Am I Really That Old?

It has happened. I had some idea it would, more of a hint really. I heard rumours, of course, and I had the tiniest inkling the gossip might be founded on fact. The proof showed itself when I checked my bank account and sure enough, my very first OAS deposit has been made (or will be made by the time you read this).
OAS. How is that possible? It wasn’t long ago I was playing hopscotch, bouncing a ball against Alberton Central School’s wall in a game called Bingo, trying to conquer double-dutch skipping, happily playing marbles though unwilling to risk my purees and cat’s eyes, racing Earl and Prince with my pony and never winning, building forts in the hay and swinging from a rope in the barn. I merely blinked and now the government tells me I qualify for some benefit with the descriptor of Old Age in front of it. What is this madness?
Does being 65 really qualify one to be considered in the realm of the aged? David Bowie said, “Aging is an extraordinary process where you become the person you always should have been.” He died at sixty-nine and he was still very young in my opinion. I’m not sure I completely agree with his missive. I don’t think we can be who we are in old age, if we must call it that, without having first survived the lessons of growing up. Perhaps Bowie’s quote could be amended, and the word “should” be removed. Should reeks of regret. Regret and disappointment are considered close relatives, yet disappointment could very well be the wisest of teachers and, as Henry David Thoreau says, “If we will be quiet and ready enough, we shall find compensation in every disappointment.”
Let’s get back to the name of this generous gift. Surely, we could be more creative in designating this rite of passage. Unemployment Insurance Benefits were created in 1940 and renamed in 1996 to Employment Insurance. Workman’s Compensation saw legislation in 1886, was renamed Workers’ Compensation in 1981 and is now referred to as Workplace Safety Insurance in Ontario. So, the evidence exists where names of government programs can be changed.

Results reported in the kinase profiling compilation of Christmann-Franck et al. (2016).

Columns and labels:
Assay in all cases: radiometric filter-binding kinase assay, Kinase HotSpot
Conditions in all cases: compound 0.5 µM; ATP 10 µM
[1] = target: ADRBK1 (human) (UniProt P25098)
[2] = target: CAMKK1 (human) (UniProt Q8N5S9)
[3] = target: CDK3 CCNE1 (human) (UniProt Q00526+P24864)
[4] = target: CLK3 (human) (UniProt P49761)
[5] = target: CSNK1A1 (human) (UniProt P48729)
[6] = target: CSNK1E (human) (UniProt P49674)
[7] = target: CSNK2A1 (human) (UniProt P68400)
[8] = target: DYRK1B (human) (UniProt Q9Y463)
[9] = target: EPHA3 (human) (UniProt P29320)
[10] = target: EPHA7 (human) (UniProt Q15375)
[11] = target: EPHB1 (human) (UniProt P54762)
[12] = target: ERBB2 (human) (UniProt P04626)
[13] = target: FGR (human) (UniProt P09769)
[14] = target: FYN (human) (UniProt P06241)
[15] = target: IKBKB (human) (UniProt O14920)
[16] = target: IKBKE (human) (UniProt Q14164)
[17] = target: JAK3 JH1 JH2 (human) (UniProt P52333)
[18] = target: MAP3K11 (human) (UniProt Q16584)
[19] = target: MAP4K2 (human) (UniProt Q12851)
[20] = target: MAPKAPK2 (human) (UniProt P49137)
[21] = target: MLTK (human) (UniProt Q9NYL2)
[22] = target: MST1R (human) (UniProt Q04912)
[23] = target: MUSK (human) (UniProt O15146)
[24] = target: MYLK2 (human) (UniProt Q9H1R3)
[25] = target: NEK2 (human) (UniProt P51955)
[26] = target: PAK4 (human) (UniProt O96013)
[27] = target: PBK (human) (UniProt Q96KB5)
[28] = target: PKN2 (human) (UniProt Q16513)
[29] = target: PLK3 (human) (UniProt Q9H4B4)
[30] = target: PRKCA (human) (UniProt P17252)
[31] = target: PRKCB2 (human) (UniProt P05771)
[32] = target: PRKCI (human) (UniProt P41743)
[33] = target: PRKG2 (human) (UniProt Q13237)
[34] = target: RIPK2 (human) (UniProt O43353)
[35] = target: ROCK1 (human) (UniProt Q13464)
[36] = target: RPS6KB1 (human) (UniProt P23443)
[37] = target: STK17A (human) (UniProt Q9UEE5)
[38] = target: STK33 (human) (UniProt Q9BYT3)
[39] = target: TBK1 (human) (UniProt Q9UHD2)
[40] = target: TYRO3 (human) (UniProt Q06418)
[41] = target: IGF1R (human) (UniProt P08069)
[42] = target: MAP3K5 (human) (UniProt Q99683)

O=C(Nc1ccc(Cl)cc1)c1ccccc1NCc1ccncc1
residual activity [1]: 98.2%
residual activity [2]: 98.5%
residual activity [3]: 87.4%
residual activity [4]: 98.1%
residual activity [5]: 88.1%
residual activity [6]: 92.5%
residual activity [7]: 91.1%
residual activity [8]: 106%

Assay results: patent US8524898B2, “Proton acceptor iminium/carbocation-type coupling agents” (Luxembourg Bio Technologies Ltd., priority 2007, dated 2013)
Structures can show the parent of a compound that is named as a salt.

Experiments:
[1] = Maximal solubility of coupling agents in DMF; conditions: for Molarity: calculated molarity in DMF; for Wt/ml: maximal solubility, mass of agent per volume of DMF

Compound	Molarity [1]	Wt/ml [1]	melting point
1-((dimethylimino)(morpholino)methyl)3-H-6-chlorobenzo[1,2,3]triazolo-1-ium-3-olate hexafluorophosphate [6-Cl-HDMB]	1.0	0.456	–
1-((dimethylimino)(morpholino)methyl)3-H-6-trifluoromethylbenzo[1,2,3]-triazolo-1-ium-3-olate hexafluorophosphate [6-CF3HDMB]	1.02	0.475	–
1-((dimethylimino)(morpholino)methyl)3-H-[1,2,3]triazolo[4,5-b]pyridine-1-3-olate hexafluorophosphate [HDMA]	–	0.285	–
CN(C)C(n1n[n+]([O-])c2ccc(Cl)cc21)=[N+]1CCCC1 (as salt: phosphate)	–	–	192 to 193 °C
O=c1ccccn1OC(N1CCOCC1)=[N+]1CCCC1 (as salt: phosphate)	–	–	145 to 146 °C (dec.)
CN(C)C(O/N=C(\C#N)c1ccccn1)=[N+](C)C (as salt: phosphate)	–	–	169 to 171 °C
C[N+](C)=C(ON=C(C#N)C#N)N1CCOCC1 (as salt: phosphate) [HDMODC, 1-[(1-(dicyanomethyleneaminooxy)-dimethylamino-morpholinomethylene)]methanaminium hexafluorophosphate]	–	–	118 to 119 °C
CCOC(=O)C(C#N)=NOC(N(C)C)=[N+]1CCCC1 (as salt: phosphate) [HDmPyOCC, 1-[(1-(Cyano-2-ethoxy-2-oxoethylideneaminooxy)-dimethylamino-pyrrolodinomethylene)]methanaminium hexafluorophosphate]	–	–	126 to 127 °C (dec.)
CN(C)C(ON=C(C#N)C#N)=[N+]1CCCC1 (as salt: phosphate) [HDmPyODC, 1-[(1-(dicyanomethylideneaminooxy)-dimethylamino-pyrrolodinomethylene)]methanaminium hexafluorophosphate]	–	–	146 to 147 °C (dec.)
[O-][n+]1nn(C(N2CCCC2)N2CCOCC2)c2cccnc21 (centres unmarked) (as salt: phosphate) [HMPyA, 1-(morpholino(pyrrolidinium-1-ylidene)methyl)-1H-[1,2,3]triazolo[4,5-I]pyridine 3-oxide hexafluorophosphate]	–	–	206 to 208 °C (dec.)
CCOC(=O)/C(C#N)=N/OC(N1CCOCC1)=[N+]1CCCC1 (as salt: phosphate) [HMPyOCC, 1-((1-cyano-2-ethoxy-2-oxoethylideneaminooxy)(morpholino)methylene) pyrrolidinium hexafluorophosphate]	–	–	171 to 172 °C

Old Age Security came into being in 1927 as an anti-poverty measure, paying out a whopping twenty dollars a month, a program that humiliated the elderly who qualified. It was reformed in 1951, with benefits skyrocketing to forty dollars a month. During all these almost one hundred years, the name has stuck. Unfortunately.
I was trying to come up with a new acronym that didn’t imply we had one foot in the grave once we started receiving our well-earned handout. I thought HDTH Benefit might be fun – How Did This Happen. SHALL Benefit – Still Having A Lotta Laughs. THAT Benefit – Things Hurt All the Time. We have CPP Benefits, so why not CFF Benefits – Cash For Fun.
I’m pretty sure those are not very good ideas, but I am not old and I’m offended by the notion that we have to be classified in such a manner. Sure, my knees make funny noises and some or most mornings I feel like I was busy running a marathon all night judging by my movement as I crawl from bed, but age is just a number. The reflection in the mirror tells me I am no longer a youngster, but I feel exactly the same inside as I did forty years ago, with a hint more wisdom. Bring on the cash!